Robin Hood (1991) starring Patrick Bergin, Uma Thurman, Jürgen Prochnow, Edward Fox, Jeroen Krabbé, Danny Webb, Owen Teale, David Morrissey directed by John Irvin Movie Review

Robin Hood (1991)   3/53/53/53/53/5

Patrick Bergin in Robin Hood (1991)

The Pride of Robin Hood

In 1991 we had the big budget "Robin Hood: Prince of Thieves" with Kevin Costner but we also had "Robin Hood" starring Patrick Bergin a more modestly budgeted movie in comparison. It is little surprise that Bergin's version ended up playing second fiddle to the Hollywood movie but in truth it is no lesser movie although you wouldn't believe so from some of the opinions on this movie which call it pathetic. What makes this version interesting is in the characterisations with Patrick Bergin and Uma Thurman doing a fascinating job of making their well known characters seem original.

So as for what goes on in "Robin Hood" well I am not going to waste many words as for the most it is the retelling of the classic storyline. Yes there is no character called the Sheriff of Nottingham but we have the expected issues, romance and drama. And in fairness when it comes to the actual story it is by no means the best version with those much older ones doing a better job of capturing the drama than this and Costner's 1991 versions. In fact I will also mention that when it comes to the action this version is inferior to many others with the lesser budget highlighting a lack of finesse.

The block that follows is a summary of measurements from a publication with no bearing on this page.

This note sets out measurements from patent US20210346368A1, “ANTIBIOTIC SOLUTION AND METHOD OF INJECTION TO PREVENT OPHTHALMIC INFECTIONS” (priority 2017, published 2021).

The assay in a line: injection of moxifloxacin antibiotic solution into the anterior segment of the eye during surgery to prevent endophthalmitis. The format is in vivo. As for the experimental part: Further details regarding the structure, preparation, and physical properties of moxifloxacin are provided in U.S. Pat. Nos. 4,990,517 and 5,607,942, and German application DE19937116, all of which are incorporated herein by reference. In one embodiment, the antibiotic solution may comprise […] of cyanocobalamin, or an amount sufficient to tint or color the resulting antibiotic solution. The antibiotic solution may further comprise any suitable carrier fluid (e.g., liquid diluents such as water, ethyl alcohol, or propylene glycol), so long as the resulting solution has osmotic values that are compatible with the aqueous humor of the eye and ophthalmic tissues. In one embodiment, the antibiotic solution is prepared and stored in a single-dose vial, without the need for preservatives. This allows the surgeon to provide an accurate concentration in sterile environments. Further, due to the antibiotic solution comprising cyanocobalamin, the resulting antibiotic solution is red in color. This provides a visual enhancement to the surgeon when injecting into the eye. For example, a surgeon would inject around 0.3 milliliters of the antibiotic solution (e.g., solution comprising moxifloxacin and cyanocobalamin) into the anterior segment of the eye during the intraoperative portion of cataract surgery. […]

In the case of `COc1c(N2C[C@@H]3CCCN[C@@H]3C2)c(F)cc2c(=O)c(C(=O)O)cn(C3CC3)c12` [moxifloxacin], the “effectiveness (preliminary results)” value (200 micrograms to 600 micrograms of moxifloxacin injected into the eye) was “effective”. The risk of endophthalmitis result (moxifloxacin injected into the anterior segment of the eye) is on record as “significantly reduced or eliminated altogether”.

Uma Thurman in Robin Hood (1991)

But in many ways what makes this version of "Robin Hood" is the interpretation of the characters especially Bergin as Robin Hood. Whilst we have the familiar aspect of him sticking it to the bad guys, you know robbing from the rich to give to the poor it is more his attitude. There is an aspect of thrill seeker to him that whilst he is trying to stick it to the Normans he also gets off on the danger of it and the rush of getting one over in a very blatant manner. It makes Bergin's version of Robin much closer to the swashbuckling heroes of the bygone era of cinema but unfortunately is let down by the lack of quality in the action.

It is not just Bergin's characterisation which is right as Owen Teale as Will Scarlet and David Morrissey as Little John are just as good bringing the right amount of humour to things. But it is Uma Thurman as Maid Marian who grabs your attention for being expectedly sexy but also for being a strong character who delivers her dialogue with a real sense of confidence and charm, well that and for a twist on her character. All of these actors benefit from a decent script and dialogue which whilst pay homage to history has a more contemporary feel to things with modern humour slid in nicely without feeling out of place.

What this all boils down to is that this version of "Robin Hood" does have its short comings when it comes to the story telling and action but has superior characterisations which makes it entertaining.

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